We Asked the Nearest Hippie About Scalia: It Was David Crosby

Paraphrasing Janis Joplin, freedom's just another word... that Justice Antonin Scalia doesn't seem to understand.

In his convoluted, nine-page dissent against the Supreme Court's Obergefell v. Hodges ruling -- which officially makes gay marriage legal in every state -- Scalia went off the cultural-literacy rails, questioning the idea that intimacy and spirituality were freedoms and further suggesting that "Freedom of Intimacy is abridged rather than expanded by marriage. Ask the nearest hippie."

As luck would have it in The Huffington Post's New York headquarters, the nearest hippie happened to be the world's most famous hippie, David Crosby, who, like Joplin, performed at Woodstock. So ask him we did: what did he think of Justice Scalia's line of thinking?

"I think he's slagging gays and hippies," said Crosby, who had earlier appeared on Huff Post Live. "I don't think he understands either one. I think he's an old reactionary guy and I think he's failing to understand the basic thing: hippies and gay people are people. And we are citizens. And we live here. And we are his neighbors. He may not know that, but we are. And that's how he should see us. As citizens of the United States. Voters. People who should be equal. That was the idea of the country. Not 'maybe.' There's no 'if' about that, no gray area there. The idea was that people would be equal here -- all of us. Hippies and gay people included. Black people, white people, yellow people -- all people. People."

Crosby, who once recorded "Find the Cost of Freedom" with bandmates Stephen Stills, Graham Nash and Neil Young -- as well as other classic-rock songs laced with political commentary, including "Ohio" and "Almost Cut My Hair" -- lambasted Scalia as willfully looking past freedoms for all citizens.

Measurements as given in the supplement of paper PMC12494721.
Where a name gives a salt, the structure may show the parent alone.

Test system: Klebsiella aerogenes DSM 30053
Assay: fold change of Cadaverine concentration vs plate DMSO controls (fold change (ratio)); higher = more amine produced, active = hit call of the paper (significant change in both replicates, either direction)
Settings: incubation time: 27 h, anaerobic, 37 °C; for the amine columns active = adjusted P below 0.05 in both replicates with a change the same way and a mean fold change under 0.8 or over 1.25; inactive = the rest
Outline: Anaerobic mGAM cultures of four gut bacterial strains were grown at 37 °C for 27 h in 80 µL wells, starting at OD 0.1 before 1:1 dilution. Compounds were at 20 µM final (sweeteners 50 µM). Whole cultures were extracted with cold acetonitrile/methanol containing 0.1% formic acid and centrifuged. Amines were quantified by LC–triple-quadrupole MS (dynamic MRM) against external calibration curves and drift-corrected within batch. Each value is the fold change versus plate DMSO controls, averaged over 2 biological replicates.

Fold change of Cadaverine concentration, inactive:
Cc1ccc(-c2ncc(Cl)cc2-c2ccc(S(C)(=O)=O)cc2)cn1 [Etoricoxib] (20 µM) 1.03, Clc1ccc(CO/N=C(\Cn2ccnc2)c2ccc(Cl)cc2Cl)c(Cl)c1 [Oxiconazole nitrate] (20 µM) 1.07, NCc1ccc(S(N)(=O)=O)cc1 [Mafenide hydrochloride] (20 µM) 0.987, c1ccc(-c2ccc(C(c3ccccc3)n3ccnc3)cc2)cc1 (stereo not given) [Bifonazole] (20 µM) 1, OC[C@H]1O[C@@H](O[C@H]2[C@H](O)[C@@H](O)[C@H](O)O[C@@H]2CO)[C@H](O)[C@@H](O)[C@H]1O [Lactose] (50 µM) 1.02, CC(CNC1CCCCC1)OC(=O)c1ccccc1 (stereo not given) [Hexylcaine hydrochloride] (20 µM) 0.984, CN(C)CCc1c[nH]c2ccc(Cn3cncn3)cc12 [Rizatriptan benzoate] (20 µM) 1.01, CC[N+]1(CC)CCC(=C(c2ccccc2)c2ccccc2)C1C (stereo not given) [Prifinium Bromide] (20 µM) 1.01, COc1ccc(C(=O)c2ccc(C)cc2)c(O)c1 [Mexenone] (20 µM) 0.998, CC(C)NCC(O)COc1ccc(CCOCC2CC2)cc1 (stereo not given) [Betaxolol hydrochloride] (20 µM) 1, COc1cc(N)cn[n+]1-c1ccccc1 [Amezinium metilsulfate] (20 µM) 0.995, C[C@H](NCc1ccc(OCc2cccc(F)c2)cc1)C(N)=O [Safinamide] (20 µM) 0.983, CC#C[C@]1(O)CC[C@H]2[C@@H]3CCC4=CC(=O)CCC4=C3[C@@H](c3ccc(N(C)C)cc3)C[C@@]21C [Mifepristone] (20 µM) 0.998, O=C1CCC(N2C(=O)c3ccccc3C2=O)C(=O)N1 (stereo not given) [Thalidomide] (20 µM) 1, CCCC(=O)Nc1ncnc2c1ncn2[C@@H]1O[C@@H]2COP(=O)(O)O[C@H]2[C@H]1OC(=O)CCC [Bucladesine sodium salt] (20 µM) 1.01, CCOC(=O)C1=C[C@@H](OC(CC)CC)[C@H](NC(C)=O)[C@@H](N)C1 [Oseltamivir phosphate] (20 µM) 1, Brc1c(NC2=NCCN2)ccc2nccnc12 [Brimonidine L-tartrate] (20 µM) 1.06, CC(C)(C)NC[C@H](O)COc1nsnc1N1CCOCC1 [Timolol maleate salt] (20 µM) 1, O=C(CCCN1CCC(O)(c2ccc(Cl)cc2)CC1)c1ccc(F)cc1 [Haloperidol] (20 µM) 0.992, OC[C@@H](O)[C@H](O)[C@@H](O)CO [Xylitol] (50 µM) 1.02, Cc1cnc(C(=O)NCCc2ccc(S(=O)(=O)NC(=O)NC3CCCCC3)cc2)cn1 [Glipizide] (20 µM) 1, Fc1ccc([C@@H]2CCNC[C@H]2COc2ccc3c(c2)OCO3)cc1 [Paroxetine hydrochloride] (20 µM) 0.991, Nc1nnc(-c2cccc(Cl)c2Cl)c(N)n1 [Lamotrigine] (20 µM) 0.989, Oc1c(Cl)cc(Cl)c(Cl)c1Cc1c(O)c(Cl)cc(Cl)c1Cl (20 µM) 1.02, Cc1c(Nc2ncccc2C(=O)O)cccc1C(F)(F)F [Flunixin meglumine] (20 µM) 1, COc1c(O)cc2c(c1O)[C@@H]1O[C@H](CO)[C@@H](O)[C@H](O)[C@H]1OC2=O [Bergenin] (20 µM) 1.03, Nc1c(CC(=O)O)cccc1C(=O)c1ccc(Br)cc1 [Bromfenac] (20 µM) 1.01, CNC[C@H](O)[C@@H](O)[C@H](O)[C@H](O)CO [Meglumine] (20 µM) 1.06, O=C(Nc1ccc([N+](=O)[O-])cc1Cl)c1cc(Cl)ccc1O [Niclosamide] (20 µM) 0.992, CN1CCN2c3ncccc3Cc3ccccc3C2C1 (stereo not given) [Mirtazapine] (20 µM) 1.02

"That's the basic thing that I think [Scalia] fails to see, and that I think the more reactionary elements in the court -- and in politics and in government -- fail to see," Crosby said. "That they avoid looking at -- consciously avoid it. I think they don't want to see us that way. And the truth is, the idea of the country was that that would be the way it was: we would be equal citizens."

He holds out little hope that things are headed in the right direction, either. "That's why the country was such a hopeful thing. But I don't think it's in good shape now. I think our government is bought and paid for, and not responsive to the citizens. At all. But I know what was started out with. I know what was intended, and I have not forgotten and I'm not going to roll over and put my paws up in the air and give up fighting for it. I think that's what we should be doing."

The Crosby, Stills, Nash and Young song most relevant to -- and perhaps supportive of -- Scalia's argument, "Love The One You're With," was written by Stephen Stills, not Crosby. Here it is anyway.



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